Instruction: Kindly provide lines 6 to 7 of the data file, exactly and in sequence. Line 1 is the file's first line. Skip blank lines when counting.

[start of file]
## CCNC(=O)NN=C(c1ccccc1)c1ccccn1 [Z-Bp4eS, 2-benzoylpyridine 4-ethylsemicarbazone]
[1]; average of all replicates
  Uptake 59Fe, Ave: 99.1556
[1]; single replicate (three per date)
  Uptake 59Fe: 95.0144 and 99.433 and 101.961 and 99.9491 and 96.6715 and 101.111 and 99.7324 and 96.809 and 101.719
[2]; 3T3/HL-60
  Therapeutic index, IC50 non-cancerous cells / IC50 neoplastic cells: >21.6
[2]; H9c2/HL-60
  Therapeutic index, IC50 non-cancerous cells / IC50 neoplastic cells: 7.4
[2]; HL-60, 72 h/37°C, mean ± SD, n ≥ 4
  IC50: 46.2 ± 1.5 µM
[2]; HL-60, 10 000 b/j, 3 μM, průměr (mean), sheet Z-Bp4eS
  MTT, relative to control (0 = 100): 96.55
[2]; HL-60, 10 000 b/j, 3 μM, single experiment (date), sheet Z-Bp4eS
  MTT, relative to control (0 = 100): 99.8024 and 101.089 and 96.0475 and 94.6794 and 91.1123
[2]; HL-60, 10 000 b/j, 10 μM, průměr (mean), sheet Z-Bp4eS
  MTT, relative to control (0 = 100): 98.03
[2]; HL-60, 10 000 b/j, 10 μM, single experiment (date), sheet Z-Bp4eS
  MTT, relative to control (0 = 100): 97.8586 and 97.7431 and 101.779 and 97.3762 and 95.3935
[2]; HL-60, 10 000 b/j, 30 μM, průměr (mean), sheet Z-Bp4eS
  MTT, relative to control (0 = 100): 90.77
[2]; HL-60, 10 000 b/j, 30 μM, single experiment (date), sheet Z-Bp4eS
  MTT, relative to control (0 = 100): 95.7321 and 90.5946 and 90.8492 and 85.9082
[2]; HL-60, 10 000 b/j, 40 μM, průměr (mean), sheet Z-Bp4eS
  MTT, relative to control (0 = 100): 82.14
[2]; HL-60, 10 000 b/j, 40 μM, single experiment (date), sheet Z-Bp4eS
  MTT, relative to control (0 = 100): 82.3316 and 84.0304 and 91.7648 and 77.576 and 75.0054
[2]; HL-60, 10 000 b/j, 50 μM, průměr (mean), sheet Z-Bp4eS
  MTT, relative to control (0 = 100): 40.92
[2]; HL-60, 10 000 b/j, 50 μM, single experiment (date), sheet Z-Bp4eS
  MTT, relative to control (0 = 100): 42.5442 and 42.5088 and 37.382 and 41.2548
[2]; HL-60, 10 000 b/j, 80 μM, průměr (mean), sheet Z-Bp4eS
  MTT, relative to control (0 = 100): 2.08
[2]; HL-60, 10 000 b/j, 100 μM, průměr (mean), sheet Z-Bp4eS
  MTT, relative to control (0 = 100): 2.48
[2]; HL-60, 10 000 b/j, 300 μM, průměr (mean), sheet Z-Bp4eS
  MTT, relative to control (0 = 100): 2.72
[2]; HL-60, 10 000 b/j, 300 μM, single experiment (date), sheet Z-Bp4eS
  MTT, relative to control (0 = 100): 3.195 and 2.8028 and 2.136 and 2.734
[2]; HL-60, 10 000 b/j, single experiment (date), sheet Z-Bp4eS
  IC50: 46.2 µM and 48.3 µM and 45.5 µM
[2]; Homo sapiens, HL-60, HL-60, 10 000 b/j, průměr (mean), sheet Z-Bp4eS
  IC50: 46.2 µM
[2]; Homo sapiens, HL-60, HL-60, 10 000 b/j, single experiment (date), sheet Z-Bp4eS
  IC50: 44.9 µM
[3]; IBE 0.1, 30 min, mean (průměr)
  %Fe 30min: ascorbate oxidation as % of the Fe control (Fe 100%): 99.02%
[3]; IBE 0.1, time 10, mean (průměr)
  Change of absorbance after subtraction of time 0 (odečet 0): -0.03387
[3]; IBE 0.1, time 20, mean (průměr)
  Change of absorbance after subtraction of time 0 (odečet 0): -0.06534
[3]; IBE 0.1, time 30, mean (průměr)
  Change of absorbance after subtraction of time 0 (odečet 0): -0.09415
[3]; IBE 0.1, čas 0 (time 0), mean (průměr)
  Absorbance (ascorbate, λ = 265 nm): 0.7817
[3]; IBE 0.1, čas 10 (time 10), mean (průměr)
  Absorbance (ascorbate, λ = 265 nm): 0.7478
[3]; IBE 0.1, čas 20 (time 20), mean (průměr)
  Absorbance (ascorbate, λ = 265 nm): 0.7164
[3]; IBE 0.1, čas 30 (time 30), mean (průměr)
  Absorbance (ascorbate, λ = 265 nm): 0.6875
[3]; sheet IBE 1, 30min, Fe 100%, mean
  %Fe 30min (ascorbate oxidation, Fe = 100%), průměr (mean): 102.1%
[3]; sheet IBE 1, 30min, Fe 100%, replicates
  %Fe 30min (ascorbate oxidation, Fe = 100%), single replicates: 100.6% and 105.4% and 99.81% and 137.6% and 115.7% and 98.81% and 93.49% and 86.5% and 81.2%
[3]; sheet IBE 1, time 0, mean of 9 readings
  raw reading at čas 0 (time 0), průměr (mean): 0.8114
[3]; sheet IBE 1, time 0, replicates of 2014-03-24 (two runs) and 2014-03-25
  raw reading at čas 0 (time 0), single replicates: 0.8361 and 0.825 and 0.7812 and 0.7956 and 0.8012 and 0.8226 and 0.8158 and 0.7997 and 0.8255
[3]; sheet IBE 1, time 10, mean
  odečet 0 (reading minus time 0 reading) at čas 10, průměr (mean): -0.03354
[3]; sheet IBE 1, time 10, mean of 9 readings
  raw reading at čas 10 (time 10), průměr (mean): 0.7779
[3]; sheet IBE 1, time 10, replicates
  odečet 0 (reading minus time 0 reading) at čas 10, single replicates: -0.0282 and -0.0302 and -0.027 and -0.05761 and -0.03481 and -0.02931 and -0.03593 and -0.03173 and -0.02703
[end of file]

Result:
[2]; 3T3/HL-60
  Therapeutic index, IC50 non-cancerous cells / IC50 neoplastic cells: >21.6